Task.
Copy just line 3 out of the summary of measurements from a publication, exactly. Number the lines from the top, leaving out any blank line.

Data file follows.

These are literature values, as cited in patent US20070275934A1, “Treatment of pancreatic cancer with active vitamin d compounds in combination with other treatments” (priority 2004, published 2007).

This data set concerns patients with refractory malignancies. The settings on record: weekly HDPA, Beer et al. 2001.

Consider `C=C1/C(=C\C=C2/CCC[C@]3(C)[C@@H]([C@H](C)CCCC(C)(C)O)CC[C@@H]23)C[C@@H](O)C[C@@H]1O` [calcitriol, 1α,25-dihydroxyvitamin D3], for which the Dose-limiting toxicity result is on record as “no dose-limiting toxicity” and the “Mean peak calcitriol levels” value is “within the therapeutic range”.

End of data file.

Consider `C=C1/C(=C\C=C2/CCC[C@]3(C)[C@@H]([C@H](C)CCCC(C)(C)O)CC[C@@H]23)C[C@@H](O)C[C@@H]1O` [calcitriol, 1α,25-dihydroxyvitamin D3], for which the Dose-limiting toxicity result is on record as “no dose-limiting toxicity” and the “Mean peak calcitriol levels” value is “within the therapeutic range”.